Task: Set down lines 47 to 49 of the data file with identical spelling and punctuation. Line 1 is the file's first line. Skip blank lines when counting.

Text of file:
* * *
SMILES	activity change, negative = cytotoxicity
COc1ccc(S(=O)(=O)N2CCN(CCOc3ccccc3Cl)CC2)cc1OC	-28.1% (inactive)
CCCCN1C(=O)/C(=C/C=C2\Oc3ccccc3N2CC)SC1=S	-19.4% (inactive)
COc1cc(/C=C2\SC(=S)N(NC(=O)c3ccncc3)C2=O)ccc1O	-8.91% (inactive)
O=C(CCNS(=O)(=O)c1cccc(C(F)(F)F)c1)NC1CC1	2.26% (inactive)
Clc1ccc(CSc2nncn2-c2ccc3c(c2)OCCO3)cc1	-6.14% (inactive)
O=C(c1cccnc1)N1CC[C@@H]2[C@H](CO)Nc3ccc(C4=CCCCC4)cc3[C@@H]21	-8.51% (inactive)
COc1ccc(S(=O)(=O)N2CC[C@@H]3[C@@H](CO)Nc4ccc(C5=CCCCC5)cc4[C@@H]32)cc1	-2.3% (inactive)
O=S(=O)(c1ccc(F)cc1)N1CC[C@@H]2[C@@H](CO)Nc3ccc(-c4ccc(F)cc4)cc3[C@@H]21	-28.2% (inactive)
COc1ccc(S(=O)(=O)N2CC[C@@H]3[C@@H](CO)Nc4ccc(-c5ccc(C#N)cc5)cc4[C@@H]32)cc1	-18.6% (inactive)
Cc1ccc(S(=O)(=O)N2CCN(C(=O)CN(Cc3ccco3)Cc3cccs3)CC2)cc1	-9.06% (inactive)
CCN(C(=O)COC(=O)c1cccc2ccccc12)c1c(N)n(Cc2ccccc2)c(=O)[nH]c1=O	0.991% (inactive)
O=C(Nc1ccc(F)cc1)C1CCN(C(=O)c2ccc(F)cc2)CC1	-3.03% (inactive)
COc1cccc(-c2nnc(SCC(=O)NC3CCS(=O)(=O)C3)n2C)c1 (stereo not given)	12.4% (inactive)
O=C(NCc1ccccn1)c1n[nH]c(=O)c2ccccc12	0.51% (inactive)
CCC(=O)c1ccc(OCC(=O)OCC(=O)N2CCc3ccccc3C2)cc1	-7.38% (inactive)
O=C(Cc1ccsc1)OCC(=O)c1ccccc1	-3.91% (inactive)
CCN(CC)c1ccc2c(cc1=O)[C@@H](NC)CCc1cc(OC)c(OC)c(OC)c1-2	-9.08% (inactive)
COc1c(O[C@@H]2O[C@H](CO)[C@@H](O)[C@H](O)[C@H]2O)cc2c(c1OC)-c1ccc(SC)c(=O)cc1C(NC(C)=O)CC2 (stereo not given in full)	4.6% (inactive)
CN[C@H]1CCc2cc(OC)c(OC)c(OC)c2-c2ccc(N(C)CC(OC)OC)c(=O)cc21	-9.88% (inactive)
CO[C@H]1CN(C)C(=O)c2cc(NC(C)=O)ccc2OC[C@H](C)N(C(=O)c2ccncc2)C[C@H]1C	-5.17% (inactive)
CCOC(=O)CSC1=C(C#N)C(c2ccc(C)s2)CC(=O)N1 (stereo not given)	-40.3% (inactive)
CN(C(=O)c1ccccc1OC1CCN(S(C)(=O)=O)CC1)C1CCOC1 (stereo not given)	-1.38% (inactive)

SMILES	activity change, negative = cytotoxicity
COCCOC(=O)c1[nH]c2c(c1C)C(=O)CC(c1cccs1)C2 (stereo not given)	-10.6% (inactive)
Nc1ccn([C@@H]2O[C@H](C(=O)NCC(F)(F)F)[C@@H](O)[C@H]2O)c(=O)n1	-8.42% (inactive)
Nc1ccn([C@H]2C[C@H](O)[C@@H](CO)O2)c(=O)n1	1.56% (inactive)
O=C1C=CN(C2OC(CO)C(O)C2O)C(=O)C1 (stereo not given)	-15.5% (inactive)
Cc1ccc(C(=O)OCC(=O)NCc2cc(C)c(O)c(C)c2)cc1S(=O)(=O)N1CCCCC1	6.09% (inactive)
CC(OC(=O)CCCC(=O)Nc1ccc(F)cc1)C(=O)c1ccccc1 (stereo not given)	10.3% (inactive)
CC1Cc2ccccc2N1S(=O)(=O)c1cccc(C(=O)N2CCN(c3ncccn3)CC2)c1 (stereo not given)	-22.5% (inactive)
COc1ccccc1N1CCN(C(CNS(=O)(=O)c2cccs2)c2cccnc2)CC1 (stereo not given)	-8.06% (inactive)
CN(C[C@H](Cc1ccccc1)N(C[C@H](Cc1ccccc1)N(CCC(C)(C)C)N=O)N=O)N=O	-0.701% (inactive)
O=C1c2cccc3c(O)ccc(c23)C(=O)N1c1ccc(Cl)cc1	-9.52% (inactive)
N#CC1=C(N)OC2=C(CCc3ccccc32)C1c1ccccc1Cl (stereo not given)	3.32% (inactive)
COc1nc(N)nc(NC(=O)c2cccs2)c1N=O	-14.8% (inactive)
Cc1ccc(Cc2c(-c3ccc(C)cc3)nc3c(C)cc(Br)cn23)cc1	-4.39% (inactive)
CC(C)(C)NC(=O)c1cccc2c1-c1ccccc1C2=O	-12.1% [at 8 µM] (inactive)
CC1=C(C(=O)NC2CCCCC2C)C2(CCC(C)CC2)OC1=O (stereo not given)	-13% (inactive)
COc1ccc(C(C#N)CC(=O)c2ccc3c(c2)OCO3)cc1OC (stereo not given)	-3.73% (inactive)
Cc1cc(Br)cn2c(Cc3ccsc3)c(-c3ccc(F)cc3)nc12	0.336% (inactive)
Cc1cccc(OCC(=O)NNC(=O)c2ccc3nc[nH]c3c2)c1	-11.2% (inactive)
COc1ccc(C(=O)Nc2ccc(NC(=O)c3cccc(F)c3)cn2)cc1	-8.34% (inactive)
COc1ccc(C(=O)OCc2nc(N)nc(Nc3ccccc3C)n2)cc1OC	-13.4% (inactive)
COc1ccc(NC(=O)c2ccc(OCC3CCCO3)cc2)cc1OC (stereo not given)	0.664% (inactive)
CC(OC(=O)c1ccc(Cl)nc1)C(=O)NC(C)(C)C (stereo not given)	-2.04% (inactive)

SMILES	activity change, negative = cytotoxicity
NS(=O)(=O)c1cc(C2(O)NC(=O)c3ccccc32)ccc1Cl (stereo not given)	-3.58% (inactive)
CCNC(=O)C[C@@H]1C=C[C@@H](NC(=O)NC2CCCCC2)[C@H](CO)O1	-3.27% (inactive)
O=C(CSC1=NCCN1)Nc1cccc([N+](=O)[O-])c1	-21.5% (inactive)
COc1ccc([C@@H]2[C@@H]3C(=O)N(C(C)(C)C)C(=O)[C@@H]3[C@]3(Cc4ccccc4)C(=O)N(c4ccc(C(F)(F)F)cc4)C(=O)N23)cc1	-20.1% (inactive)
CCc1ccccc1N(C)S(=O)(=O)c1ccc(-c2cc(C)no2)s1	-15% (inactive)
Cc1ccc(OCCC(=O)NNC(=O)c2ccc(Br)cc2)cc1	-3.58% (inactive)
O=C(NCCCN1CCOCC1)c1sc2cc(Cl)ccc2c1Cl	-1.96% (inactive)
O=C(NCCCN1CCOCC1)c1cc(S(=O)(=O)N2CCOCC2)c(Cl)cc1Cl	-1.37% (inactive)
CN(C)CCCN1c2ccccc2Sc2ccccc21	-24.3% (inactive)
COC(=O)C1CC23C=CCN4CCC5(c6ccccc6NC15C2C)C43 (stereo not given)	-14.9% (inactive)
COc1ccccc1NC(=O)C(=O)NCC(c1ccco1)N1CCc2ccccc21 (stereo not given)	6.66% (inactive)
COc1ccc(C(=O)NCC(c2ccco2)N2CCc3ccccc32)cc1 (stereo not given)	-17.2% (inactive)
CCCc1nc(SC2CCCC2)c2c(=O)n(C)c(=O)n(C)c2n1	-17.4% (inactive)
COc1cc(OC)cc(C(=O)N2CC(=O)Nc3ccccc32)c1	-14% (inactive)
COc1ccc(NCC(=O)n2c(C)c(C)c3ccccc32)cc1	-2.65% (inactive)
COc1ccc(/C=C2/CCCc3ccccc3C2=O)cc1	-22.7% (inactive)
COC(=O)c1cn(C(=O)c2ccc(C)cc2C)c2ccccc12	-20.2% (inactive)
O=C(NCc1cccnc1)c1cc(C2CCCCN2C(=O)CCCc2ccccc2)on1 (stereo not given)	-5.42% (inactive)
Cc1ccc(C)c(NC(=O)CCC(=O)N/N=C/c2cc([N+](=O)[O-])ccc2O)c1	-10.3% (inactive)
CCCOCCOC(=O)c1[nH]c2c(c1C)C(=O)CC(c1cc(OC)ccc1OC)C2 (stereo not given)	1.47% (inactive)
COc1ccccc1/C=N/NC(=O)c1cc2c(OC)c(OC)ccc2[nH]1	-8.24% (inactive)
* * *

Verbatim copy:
SMILES	activity change, negative = cytotoxicity
NS(=O)(=O)c1cc(C2(O)NC(=O)c3ccccc32)ccc1Cl (stereo not given)	-3.58% (inactive)
CCNC(=O)C[C@@H]1C=C[C@@H](NC(=O)NC2CCCCC2)[C@H](CO)O1	-3.27% (inactive)